My favorite author, Tom Robbins, is a vehement advocate of using playfulness as a vessel to amplify creativity and overall happiness in life. I belly-flopped into a moshpit of evanescent ecstasy, wondrous whimsy, delirious discord, playful prose which contribute to the nonsensical zig-zaggy plotlines buttressed in each of his novels. The most endearing quality T Rob brings to the table is that he has clearly liberated himself from ego-driven artistic inhibition, he writes with an unfettered air of reckless abandon and poignantly playful syntactic serenade. Reading Tom Robbins for the first time invoked a sense of wonderment and sublimity I’ll never forget. Immediately and uncontrollably rivulets of tears streamed down my face—I’m talking full out cry sesh on the Union Square subway. Soulful Writing, which comes from the authentic churnings of raw vulnerability —unfettered by the dictates of the ego—has the capacity to invoke resonating sentiment with the reader which contrived, forced writing can never touch on.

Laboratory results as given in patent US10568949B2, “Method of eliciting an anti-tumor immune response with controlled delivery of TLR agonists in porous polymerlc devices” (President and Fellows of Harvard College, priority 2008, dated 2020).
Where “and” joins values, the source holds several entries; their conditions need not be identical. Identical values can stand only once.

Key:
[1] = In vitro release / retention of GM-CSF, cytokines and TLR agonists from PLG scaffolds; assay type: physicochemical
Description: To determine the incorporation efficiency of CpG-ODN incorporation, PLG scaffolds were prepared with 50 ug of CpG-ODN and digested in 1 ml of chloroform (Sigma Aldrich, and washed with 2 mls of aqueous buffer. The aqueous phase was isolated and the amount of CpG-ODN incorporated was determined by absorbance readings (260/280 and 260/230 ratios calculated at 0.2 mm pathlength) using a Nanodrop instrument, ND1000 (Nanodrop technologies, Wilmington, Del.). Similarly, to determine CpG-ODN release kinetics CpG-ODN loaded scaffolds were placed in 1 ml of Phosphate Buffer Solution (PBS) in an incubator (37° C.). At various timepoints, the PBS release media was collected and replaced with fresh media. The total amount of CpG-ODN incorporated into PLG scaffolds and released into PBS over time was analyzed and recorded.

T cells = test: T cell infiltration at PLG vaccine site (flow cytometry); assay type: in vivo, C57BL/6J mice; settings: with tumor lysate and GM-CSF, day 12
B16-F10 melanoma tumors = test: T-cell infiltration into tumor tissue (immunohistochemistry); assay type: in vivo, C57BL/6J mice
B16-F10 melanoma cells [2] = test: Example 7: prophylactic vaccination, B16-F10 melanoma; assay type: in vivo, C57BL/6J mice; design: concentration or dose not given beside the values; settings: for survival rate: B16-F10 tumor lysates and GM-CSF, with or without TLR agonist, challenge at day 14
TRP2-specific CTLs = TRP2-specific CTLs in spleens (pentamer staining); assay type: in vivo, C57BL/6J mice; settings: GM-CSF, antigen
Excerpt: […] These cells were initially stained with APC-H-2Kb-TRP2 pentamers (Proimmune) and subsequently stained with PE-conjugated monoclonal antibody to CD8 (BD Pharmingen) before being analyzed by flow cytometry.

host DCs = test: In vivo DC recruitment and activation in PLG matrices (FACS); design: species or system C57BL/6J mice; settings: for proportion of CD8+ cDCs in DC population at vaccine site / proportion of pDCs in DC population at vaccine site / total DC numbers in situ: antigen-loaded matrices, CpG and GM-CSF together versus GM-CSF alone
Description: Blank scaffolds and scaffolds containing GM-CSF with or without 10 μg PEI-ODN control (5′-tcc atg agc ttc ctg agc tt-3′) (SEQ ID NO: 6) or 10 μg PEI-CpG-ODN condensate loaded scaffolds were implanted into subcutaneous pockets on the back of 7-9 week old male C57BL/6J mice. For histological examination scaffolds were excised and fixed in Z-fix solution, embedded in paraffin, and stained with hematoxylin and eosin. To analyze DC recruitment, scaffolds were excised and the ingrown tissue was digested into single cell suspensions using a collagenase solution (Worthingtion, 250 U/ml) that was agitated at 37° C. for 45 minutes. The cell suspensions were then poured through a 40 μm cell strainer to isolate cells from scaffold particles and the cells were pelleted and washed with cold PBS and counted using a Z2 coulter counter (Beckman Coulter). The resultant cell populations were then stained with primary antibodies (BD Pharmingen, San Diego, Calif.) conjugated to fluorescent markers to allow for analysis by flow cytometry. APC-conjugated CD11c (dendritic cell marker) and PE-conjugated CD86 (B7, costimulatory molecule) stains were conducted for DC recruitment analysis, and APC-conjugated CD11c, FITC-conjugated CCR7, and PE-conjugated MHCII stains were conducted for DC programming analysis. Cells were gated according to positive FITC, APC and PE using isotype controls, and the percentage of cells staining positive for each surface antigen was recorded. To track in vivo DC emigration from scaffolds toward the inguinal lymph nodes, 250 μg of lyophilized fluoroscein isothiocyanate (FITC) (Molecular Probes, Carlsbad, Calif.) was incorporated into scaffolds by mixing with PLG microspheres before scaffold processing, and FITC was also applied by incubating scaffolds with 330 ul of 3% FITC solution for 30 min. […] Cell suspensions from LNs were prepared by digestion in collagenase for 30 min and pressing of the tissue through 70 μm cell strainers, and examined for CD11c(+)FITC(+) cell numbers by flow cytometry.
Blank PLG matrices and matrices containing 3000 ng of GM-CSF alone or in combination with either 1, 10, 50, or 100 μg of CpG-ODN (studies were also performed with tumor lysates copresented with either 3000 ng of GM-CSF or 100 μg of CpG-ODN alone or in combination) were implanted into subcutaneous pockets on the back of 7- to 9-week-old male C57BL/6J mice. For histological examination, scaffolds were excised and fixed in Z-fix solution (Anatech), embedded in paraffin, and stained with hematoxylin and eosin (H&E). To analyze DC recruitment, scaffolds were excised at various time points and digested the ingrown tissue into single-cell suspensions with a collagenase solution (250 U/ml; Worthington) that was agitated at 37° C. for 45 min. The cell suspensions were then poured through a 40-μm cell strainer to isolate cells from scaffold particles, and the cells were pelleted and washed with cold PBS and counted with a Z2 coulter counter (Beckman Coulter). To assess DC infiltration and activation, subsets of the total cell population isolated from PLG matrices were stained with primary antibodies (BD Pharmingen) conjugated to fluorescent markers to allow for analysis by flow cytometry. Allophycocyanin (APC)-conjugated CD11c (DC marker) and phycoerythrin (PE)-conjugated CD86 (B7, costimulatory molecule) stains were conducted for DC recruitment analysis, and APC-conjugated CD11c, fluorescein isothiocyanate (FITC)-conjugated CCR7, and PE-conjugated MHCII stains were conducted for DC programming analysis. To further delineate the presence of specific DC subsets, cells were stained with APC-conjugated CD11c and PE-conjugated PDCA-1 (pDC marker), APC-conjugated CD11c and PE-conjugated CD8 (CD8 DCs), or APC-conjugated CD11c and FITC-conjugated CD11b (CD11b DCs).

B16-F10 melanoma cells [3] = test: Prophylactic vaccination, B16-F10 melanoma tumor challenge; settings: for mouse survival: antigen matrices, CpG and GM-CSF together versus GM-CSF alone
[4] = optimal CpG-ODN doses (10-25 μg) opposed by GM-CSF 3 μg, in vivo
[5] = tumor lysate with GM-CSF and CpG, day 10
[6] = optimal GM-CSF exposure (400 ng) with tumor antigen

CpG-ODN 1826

Robbins is not for everyone. The topsy-turvy tilt-a-whirl plots which govern The Robbins-pit would make the rigid likes of academia cringe and would rapidly disgust those who forfeited their imaginative propensities with the passing of age. His unorthodox, wildly entertaining, and deeply profound style vehemently lampoons the stifling orthodoxy which play-it-safers so adamantly cling to in life and in writing. “All things are possible; and we all could be happy and fulfilled if we only had the guts to be truly free and the wisdom to shrink our egos and quit taking ourselves so damn seriously,” says Robbins.